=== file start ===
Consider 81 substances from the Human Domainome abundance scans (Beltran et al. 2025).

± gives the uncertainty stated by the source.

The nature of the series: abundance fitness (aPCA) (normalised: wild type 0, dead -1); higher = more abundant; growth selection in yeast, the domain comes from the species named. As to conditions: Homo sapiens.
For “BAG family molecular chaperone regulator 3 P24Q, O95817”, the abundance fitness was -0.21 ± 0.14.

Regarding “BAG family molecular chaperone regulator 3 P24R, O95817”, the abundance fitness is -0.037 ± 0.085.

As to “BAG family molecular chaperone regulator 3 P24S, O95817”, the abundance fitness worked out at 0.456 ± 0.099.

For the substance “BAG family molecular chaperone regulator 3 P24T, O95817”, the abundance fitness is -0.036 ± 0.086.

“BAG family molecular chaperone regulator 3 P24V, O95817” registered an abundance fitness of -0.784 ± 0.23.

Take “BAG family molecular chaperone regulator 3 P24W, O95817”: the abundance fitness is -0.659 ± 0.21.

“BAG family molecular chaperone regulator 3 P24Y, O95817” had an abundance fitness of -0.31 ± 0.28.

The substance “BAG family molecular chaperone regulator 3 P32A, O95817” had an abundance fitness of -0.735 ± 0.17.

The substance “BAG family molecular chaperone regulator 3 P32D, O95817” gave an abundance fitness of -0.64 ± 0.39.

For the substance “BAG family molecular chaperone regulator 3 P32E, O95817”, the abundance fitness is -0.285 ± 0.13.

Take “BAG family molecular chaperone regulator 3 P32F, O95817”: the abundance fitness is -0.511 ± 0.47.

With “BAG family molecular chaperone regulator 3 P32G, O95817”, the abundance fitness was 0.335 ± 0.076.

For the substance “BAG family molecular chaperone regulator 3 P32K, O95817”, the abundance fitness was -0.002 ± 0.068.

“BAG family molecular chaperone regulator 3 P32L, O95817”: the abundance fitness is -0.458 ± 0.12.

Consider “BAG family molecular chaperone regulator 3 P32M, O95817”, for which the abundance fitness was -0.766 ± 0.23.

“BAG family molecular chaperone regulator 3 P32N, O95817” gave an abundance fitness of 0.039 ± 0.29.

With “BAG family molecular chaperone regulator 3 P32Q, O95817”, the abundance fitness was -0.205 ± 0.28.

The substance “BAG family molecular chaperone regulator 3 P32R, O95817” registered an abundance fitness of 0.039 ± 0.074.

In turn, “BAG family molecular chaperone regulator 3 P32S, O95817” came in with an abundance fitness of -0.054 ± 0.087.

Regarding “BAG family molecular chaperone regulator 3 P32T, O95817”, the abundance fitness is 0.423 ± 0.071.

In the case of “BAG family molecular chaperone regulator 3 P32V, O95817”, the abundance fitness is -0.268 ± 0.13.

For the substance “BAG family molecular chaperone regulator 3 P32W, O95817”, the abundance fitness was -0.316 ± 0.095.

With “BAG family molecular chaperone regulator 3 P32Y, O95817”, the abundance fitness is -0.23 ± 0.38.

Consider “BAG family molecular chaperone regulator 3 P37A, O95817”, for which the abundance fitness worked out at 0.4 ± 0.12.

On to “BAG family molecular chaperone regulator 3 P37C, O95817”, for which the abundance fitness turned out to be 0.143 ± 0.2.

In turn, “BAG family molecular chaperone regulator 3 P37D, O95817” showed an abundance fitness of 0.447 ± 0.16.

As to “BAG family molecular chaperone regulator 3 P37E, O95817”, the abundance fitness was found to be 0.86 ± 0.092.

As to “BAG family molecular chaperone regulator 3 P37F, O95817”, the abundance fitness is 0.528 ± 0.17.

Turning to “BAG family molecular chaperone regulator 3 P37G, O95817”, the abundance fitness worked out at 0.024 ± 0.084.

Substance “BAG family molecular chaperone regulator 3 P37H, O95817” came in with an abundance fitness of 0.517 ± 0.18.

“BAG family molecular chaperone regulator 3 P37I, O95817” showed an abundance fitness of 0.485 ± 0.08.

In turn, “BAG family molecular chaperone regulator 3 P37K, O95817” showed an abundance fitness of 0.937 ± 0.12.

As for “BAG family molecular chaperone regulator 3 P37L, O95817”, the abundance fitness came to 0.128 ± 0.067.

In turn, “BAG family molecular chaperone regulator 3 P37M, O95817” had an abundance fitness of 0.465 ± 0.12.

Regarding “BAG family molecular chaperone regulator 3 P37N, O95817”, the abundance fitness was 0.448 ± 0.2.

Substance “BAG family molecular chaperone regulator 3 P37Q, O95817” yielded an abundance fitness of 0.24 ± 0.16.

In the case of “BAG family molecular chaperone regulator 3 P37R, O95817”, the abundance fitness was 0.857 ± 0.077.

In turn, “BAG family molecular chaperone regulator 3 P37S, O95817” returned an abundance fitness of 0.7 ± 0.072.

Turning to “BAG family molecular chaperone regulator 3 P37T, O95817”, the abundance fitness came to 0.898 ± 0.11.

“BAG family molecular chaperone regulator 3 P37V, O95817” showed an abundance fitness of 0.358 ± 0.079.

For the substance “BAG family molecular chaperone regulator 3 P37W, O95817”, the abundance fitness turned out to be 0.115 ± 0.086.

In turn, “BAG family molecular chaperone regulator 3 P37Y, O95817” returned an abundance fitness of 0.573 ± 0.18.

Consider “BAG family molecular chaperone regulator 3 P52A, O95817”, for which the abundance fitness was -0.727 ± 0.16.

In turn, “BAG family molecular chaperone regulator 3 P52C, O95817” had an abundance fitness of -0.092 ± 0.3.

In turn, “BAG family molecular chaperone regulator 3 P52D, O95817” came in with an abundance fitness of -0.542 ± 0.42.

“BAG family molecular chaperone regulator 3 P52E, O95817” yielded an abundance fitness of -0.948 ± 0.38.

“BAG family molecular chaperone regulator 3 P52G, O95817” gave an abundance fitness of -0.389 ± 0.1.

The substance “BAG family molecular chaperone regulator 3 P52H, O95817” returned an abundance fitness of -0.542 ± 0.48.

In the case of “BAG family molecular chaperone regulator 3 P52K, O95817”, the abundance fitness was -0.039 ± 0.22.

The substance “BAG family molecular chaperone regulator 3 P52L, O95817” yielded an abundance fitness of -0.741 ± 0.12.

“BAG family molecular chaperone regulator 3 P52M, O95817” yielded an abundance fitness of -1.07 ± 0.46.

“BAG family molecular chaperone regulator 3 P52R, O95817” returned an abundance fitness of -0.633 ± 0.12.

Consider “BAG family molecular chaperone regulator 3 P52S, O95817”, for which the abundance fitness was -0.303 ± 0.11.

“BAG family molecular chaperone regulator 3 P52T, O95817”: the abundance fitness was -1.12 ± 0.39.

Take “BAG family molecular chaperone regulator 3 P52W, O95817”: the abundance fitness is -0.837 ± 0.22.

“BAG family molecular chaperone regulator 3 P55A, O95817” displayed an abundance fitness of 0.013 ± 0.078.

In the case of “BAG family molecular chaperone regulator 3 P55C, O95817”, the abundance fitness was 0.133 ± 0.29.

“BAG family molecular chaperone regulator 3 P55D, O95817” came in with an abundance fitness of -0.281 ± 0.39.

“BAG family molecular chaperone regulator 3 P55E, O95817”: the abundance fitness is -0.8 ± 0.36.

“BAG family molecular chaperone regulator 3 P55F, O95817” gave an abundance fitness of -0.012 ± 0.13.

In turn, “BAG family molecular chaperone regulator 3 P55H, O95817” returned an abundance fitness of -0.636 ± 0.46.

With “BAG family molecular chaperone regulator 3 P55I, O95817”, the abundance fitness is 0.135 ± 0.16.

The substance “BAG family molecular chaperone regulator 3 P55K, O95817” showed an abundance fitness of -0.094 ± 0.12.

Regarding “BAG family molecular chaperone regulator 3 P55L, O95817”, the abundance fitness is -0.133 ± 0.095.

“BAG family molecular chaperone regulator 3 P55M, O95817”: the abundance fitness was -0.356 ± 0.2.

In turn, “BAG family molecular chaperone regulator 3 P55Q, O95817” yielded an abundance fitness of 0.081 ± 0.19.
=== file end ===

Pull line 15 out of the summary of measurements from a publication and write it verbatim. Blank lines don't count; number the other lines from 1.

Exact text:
With “BAG family molecular chaperone regulator 3 P32G, O95817”, the abundance fitness was 0.335 ± 0.076.